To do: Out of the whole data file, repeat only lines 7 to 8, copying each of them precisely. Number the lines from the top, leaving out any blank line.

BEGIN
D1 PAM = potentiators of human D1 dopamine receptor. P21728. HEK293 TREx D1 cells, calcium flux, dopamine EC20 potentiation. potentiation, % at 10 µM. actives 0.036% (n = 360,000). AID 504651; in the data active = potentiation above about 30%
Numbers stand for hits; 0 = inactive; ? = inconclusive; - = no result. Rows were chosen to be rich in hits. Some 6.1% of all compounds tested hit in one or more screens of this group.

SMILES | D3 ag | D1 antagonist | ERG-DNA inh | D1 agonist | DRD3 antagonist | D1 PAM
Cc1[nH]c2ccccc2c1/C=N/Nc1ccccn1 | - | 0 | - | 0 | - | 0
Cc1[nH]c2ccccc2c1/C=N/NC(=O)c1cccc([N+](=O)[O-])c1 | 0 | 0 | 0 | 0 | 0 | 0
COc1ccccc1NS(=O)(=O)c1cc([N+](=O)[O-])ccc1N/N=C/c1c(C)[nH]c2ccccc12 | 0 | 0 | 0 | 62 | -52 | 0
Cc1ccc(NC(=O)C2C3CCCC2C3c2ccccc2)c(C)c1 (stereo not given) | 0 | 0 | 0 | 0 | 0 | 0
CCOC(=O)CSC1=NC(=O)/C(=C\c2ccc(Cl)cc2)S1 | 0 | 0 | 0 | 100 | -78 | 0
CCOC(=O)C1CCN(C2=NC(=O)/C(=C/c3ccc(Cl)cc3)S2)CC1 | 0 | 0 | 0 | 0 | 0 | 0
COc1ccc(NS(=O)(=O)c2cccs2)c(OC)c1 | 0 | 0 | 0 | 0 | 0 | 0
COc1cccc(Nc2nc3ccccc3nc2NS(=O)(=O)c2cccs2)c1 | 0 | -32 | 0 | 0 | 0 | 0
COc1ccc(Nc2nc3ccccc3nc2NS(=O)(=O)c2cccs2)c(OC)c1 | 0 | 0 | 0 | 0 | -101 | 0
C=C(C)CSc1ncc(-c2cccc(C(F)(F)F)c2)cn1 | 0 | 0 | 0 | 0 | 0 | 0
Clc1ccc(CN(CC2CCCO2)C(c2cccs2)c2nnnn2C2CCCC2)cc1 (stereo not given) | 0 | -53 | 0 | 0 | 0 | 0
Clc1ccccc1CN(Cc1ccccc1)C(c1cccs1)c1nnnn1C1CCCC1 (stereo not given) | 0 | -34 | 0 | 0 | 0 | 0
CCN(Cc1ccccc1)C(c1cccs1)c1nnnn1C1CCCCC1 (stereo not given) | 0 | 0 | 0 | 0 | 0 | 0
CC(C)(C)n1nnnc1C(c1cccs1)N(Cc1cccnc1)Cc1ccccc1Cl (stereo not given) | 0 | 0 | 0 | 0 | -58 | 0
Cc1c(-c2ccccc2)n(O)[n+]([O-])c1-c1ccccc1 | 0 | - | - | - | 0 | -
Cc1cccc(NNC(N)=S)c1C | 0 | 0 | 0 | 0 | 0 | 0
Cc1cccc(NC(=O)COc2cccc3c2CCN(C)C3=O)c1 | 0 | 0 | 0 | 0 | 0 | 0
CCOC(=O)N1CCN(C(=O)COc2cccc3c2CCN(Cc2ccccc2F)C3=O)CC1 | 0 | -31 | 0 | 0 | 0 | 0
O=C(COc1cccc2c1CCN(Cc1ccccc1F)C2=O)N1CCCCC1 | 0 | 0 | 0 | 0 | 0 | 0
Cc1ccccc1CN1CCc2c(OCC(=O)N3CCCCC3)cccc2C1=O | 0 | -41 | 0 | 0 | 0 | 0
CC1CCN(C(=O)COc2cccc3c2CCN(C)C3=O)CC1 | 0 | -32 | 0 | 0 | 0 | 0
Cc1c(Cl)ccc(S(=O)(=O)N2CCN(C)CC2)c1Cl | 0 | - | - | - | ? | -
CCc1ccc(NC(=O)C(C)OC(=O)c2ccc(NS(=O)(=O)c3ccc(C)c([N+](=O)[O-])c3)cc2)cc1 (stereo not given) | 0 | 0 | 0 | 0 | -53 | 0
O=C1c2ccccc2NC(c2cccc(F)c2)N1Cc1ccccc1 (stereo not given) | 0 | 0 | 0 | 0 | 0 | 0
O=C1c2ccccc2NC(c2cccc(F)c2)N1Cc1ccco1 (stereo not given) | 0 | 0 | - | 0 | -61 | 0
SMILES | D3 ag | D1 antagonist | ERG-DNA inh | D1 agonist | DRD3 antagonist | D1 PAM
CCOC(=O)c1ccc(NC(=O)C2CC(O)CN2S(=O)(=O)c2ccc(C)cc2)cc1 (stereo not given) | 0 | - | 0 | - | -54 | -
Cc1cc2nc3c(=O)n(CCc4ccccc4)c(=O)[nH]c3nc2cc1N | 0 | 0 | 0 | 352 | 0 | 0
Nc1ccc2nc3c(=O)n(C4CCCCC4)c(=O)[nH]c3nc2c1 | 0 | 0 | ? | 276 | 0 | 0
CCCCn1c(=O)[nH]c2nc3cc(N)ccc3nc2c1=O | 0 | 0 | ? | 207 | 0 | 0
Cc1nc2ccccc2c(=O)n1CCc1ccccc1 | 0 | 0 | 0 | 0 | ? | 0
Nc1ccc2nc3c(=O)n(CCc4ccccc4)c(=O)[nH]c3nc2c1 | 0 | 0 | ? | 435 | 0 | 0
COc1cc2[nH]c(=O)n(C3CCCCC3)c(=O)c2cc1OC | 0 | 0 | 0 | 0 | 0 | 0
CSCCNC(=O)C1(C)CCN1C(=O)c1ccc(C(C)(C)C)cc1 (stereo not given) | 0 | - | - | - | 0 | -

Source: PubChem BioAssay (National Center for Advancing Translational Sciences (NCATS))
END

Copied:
Cc1ccc(NC(=O)C2C3CCCC2C3c2ccccc2)c(C)c1 (stereo not given) | 0 | 0 | 0 | 0 | 0 | 0
CCOC(=O)CSC1=NC(=O)/C(=C\c2ccc(Cl)cc2)S1 | 0 | 0 | 0 | 100 | -78 | 0